Monday, August 15, 2005
Things to ask (or not to ask) your new prawfs
Today was orientation and meet your professors day at Hastings. After a brief introduction, the forum was opened to students to ask questions of their professors. Some asked about the Socratic method; some asked about supplemental readings; some asked how they could find the assignments for the first day. Here's the one I got on my first day as Professor Leib:
"Professor Leib, many of us are concerned that you've never taught a day in your life. What do you have to say about that?"
This is not only what I heard (which I expected to hear, of course); it was what was actually asked. Law professor wannabes, take note: not only will your students be thinking it--some may actually say it out loud.
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Nu, so what was your answer?
Posted by: Dan Markel | Aug 15, 2005 5:13:33 PM
I'd have paraphrased Job:
"Where wast thou when I laid the foundations of the earth?
Declare, if thou hast understanding."
Except, applying the Green Bag's gloss.
Posted by: Dave Hoffman | Aug 15, 2005 9:54:18 PM
I think the best response is to say, "I'm looking forward to our class. I realize you have never been in a law school class before, but I think you're really going to enjoy it."
Posted by: My | Aug 15, 2005 10:12:22 PM
Young and energetic, and fresh from law school and/or trenches beats old (and sometimes tired)...well, not always, but quite often. (But you will be shocked at the exams--takes years to re-normalize your expectations. Use a curve. For their sakes.)
Posted by: Michael Froomkin | Aug 15, 2005 11:11:29 PM
I'm with Dan: what did you say?
But the real concern comes around studying-for-exams time.
"My god... this prawf has never written an exam before! We're _guinea pigs_!
You can allay this fear by
- giving out a sample essay question part-way through the semester, with the comment that this is an example of your typical question style, that they should be able to answer it fairly well at this point in the semester given what they've learned so far, and that if they wish to write up a sample answer and email it to you, you'll be available at office hours at mutual convenience to discuss what's good and what needs improvement in the answer.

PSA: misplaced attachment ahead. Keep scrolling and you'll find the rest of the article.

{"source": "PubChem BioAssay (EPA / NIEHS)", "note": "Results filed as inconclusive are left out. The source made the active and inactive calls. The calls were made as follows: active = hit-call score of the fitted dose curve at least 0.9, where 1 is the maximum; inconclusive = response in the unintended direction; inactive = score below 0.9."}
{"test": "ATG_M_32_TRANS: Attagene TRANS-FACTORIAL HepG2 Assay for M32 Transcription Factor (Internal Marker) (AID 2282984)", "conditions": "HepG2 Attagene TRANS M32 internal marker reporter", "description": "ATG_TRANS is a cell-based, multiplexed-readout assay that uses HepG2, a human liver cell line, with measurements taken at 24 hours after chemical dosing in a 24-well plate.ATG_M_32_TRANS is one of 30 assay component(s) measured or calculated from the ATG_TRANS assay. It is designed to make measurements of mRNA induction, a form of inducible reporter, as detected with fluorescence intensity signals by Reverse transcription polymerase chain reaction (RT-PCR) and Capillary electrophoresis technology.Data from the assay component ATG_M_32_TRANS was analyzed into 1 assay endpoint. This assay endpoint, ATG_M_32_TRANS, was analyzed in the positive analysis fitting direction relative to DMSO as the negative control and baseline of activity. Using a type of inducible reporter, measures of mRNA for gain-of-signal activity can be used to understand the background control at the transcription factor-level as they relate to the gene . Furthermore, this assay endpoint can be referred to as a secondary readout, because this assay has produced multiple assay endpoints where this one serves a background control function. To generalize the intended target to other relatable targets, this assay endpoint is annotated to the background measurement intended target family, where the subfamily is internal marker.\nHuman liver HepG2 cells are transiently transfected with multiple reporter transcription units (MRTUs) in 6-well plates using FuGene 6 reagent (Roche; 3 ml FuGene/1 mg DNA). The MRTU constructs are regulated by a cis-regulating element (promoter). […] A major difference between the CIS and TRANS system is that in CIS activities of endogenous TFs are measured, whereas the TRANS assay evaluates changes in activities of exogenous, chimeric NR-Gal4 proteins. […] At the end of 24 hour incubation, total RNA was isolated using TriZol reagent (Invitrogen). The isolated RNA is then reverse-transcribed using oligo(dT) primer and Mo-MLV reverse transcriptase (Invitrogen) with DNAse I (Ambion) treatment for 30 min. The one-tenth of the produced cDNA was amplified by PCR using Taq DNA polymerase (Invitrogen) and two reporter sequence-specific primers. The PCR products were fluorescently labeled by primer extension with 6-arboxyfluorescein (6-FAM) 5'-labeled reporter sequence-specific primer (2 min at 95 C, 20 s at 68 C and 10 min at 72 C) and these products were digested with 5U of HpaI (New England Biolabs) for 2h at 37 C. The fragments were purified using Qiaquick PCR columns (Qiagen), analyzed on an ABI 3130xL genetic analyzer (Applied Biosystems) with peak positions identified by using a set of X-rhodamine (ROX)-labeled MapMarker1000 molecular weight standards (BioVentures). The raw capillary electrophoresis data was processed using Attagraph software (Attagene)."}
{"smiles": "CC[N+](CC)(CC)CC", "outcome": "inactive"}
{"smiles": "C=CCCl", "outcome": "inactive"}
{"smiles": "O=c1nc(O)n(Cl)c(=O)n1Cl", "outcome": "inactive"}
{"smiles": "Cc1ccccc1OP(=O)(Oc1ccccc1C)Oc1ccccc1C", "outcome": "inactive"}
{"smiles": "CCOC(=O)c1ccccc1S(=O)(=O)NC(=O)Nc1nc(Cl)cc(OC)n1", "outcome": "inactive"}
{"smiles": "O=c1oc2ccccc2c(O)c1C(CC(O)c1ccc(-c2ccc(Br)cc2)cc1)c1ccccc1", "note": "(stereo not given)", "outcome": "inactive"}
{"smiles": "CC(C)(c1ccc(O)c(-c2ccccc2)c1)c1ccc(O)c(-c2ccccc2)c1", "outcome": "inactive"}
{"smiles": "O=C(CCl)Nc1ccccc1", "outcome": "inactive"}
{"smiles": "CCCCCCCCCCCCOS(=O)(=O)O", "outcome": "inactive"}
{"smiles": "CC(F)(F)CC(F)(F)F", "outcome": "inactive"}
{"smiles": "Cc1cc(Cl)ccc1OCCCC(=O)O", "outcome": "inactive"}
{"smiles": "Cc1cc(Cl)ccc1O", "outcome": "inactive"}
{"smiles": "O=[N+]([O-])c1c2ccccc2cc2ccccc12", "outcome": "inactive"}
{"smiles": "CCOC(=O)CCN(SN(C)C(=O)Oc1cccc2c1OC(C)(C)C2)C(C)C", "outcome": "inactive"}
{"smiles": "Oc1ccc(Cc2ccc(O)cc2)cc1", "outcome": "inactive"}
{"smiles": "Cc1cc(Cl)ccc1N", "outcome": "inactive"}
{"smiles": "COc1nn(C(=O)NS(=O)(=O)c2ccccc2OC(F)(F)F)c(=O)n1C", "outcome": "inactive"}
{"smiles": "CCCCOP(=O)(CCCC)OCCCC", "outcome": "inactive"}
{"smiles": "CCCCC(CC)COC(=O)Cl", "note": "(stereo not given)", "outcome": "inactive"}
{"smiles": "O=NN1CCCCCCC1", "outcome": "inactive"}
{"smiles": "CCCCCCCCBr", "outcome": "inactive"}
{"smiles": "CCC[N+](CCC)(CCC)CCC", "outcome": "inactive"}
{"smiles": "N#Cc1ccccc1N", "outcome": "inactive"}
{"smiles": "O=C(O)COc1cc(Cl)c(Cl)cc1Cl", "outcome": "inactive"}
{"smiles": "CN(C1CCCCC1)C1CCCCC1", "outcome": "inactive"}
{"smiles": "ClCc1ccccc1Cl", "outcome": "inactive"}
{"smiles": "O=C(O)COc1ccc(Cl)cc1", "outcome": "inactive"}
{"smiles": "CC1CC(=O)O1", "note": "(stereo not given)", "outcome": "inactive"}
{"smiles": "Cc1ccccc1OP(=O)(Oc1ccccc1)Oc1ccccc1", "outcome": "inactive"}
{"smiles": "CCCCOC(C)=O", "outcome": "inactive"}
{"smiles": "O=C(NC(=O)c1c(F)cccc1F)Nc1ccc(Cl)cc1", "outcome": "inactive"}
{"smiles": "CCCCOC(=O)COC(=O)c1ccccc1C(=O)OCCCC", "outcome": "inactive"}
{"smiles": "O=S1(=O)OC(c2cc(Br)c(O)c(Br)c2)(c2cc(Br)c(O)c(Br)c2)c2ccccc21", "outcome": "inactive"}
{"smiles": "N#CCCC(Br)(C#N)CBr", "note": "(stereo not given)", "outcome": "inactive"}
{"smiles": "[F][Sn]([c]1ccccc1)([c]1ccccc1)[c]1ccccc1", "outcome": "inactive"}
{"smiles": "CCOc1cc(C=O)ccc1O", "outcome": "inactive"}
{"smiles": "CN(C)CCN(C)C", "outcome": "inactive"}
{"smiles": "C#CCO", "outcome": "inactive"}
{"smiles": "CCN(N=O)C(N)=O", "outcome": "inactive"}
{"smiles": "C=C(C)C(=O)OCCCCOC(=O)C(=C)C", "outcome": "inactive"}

- pointing to another prawf's exams that you believe you will model yours on (the students already know where to find the model answers, don't worry about that part)
- not testing multiple-choice
- giving feedback on "homework" questions during the semester, such as a 10-minute writing assignment done in class one week, returned two weeks later, and discussed the week after, in which they are told to "evaluate the damages question" on a short sample question. Distribute the model answer, discuss it, or post it online, and return their questions with some comments on each one.
Extra work, but it allays fears all around.
Posted by: Eh Nonymous | Aug 16, 2005 2:33:15 PM
While I'm amazed a student actually *said* that, it's not surprising that they are thinking it. But as others have said, students also worry that older law profs. will be stodgy and out-of-touch. The advantage young profs. have with students is that, as a generalization, students are more likely to think that they can "relate" to the professor, culturally and maybe personally, and that the professor will be more up on recent trends in law and technology. The disadvantage is that young profs. are less likely to be seen as the Ultimate Authority on whatever they are teaching, and as untested in their actual teaching skills.
The real solution is to *show* them that you can teach and that you know what you're talking about. And that requires a lot of work, especially in your first year or two/the first time or two you teach a class. The students are right, at least instinctively, that being an effective teacher is more than just being smart, generally knowledgable, and caring. You have to put in the prep work to present the material coherently and to be able to answer questions.
Posted by: Joseph Slater | Aug 17, 2005 10:53:01 AM
"This is my first course. If you have feedback on how to improve my communication and organizational skills please do come to my office hours. If you hold your opinions until final evaluation, I will be unable to act upon them during the semester. If you would like me to reconsider a grade, I will ask the advice of Professor-Notorious-Fails-Everyone."
The first class I taught was at Harvard. I have a Southern accent, am female, and was pregnant. After that, everything else has been cake.
Posted by: Jean Camp | Aug 18, 2005 5:16:08 PM